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  High gene flow on a continental scale in the polyandrous Kentish plover Charadrius alexandrinus

Küpper, C., Edwards, S. V., Kosztolányi, A., Alrashidi, M., Burke, T., Herrmann, P., et al. (2012). High gene flow on a continental scale in the polyandrous Kentish plover Charadrius alexandrinus. Molecular Ecology, 21(23), 5864-5879. doi:10.1111/mec.12064.

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Item Permalink: http://hdl.handle.net/11858/00-001M-0000-002B-2536-C Version Permalink: http://hdl.handle.net/21.11116/0000-0002-EAAD-4
Genre: Journal Article

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Küpper, Clemens1, Author              
Edwards, S. V., Author
Kosztolányi, A., Author
Alrashidi, M., Author
Burke, T., Author
Herrmann, P., Author
Argüelles-Ticó, A., Author
Amat, J. A., Author
Amezian, M., Author
Rocha, A., Author
Hötker, H., Author
Ivanov, A., Author
Chernicko, J., Author
Székely, T., Author
Affiliations:
1University of Sheffield, UK, ou_persistent22              

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 Abstract: Gene flow promotes genetic homogeneity of species in time and space. Gene flow can be modulated by sex-biased dispersal that links population genetics to mating systems. We investigated the phylogeography of the widely distributed Kentish plover Charadrius alexandrinus. This small shorebird has a large breeding range spanning from Western Europe to Japan and exhibits an unusually flexible mating system with high female breeding dispersal. We analysed genetic structure and gene flow using a 427-bp fragment of the mitochondrial (mtDNA) control region, 21 autosomal microsatellite markers and a Z microsatellite marker in 397 unrelated individuals from 21 locations. We found no structure or isolation-by-distance over the continental range. However, island populations had low genetic diversity and were moderately differentiated from mainland locations. Genetic differentiation based on autosomal markers was positively correlated with distance between mainland and each island. Comparisons of uniparentally and biparentally inherited markers were consistent with female-biased gene flow. Maternally inherited mtDNA was less structured, whereas the Z-chromosomal marker was more structured than autosomal microsatellites. Adult males were more related than females within genetic clusters. Taken together, our results suggest a prominent role for polyandrous females in maintaining genetic homogeneity across large geographic distances.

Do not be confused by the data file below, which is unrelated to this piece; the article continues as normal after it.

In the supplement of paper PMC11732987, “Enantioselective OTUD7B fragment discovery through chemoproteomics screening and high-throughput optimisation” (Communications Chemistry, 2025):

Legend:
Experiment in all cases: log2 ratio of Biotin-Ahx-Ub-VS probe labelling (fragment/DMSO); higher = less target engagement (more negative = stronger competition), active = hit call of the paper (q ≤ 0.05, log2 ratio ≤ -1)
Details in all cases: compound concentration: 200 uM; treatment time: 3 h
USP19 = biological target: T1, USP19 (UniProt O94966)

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 Dates: 2012
 Publication Status: Published in print
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 Rev. Method: -
 Identifiers: Other: WOS:000311399000018
DOI: 10.1111/mec.12064
ISSN: 0962-1083
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Title: Molecular Ecology
Source Genre: Journal
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Publ. Info: Oxford : Blackwell Science
Pages: - Volume / Issue: 21 (23) Sequence Number: - Start / End Page: 5864 - 5879 Identifier: ISSN: 0962-1083
CoNE: /journals/resource/954925580119